Even if the culture of Neapolitan pizza has become predominant only in the last decade, it has been taught way before than that. Associations like AVPN (Associazione Vera Pizza Napoletana) and APN (Associazione Pizzaioli Napoletani) have been worked intensively through the years to promote the knowledge of this art, and teaching it around. That’s also the reason why they united their forces when the initiative of the Unesco application was launched by minister Alfonso Pecoraro Scanio in 2014. After three years of a massive worldwide campaign, the largest that a Unesco application has ever seen, the art of Neapolitan pizza maker was finally inscribed in the Intangible Cultural Heritage list by the Unesco Committee in Jeju Island, South Korea, on 7 December 2017.
So, it’s never enough to stress how the difference between the art and the product is important: because art belongs to the world, and anyone is willing to embrace it, regardless of their nationality.
As I said before, this thing doesn’t need to be explained to the international journalism community, which has always stated it correctly. My point here is to smile at a simple fact about Neapolitan pizza which is often misunderstood by the very same culture that generated it.
But it shouldn’t be surprising. Remember what I told you before about the pride of Italians, who tend to over-consider themselves? That’s even more true with Neapolitans. And, believe me, I don’t say it as a criticism, because as a Neapolitan myself, I’m well aware this is one of the many distinguishable marks of my people. It makes us what we are.
Fun fact. Neapolitans also often claim proudly that Unesco declared our dialect a language. Like it was a special recognition that only our, and not any other Italian dialects received. Too bad Unesco never gave this special recognition at any time: it just stated what linguists have always said, that the majority of Italian dialects are indeed languages. But only Neapolitans saw it like something that put them over the top. Ah, how I love my people…
So the culture of Neapolitan pizza is recognized as a whole experience. Not the actual pizza. The culture the way that it should be and not just basic dough ajd toppings.
I do agree with the food quote. Saying that Italian food is the best in the world is pretty popular opinion. But not for everybody. Some people won’t enjoy because of different pallet. It’s very big world full of delicious food in every part. Well maybe not in UK?? unless it’s authentic Italian or French place??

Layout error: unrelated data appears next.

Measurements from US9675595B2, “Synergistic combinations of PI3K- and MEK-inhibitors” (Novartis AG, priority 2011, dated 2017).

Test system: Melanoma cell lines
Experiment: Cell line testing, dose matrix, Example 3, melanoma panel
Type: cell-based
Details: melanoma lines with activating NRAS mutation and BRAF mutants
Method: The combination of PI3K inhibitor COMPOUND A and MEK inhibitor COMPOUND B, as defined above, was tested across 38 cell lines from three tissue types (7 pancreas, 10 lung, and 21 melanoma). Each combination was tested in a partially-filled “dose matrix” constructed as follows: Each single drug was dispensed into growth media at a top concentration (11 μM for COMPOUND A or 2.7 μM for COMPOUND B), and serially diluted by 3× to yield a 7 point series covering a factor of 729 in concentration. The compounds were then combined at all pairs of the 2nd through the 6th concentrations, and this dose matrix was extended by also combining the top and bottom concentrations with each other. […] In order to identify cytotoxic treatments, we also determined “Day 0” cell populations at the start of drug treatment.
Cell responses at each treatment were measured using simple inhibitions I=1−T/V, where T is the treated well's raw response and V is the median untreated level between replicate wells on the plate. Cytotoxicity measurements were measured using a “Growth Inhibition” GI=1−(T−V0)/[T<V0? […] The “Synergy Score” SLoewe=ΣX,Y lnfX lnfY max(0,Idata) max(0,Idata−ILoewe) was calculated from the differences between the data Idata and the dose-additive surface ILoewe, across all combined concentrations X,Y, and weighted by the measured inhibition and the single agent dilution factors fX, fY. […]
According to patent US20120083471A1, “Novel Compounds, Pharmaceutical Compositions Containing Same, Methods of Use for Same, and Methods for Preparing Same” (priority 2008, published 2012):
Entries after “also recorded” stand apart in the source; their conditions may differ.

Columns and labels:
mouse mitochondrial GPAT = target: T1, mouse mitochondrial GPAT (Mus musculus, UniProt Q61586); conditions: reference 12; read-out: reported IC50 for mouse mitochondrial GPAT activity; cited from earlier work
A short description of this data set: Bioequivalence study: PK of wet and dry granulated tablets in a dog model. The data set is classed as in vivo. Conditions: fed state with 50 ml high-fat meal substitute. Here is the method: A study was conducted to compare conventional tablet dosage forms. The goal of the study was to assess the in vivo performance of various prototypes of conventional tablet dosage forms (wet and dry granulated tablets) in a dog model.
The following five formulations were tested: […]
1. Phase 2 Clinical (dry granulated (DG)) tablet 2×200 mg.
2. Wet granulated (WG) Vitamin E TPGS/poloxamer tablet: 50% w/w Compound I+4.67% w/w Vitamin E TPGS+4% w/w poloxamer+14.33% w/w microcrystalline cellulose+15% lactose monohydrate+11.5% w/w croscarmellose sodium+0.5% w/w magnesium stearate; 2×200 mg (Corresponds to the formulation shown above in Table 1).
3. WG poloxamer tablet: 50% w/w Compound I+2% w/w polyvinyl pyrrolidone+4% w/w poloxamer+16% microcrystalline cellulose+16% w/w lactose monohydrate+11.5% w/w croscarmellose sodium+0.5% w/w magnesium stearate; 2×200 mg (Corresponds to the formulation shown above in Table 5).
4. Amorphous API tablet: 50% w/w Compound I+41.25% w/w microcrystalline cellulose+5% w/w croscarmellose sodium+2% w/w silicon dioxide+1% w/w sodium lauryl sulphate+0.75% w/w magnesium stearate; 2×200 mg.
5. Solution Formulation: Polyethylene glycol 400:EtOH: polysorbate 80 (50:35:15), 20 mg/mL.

Yes, exactly. The product is only the outcome of the art that produces it.
You, know, as Italian it’s quite hard for me to say we are not the best in the world, but traveling around I learned that our country is only a tiny bit of this big planet. Although I wouldn’t change my tiny bit for anything else in the world! 🙂
This is why i love to read your articles and talk on instagram. Such an interesting conversations and points of view due to your travelling and insight into pizza and community. You love every bit of what you have tried around world and write about it with passion. You are also very likeable person!
Thank you so much for your kind words! ☺️
Interesting post, I would have liked to see a little more love towards your people. So since this is the first time I am reading your material, I am just curious to learn if you live in Naples, born there or if you’re just a descendant. I simply couldn’t see any pride in your words, considering who we are as people and what we had to go through historically.
Anywho……to the intellectually stimulated readers and to those who would like to learn a little more about our beloved city, here is the Unesco information https://ich.unesco.org/en/decisions/12.COM/11.B.17 and I would suggest a beautiful documentary ” Passione” written by John Turturro ( who is absolutely in love with Napoli even though his family did not originate from there) .
Hi Carmelina, thanks for commenting.
I’m Neapolitan born and raised. 🙂 I love my people and am proud of being Neapolitan. This also means that it’s easier for me to criticize the culture where I come from because no one is perfect and you take people for who they are, with their virtues and flaws. Having an insight point of view allows me ripping the veils of superficiality that inevitably wrap the tales of the external observers. As my aim is to spread the culture of Italian pizza around the world, my privileged point of view means that I can totally be honest with my opinions as I live and breathe this culture and have a more comprehensive understanding compared to someone coming from outside. And it is my duty to show the less known, sometimes less glamour side of it.